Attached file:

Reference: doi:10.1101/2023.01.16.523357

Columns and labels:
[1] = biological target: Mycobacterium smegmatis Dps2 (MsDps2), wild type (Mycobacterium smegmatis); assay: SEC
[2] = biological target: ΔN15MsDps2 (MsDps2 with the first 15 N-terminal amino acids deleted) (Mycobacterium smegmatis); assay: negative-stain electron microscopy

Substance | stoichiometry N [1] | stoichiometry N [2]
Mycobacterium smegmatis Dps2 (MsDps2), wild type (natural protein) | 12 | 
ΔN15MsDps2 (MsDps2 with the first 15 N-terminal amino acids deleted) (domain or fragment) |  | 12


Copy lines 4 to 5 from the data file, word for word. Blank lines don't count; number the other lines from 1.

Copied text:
[2] = biological target: ΔN15MsDps2 (MsDps2 with the first 15 N-terminal amino acids deleted) (Mycobacterium smegmatis); assay: negative-stain electron microscopy

Substance | stoichiometry N [1] | stoichiometry N [2]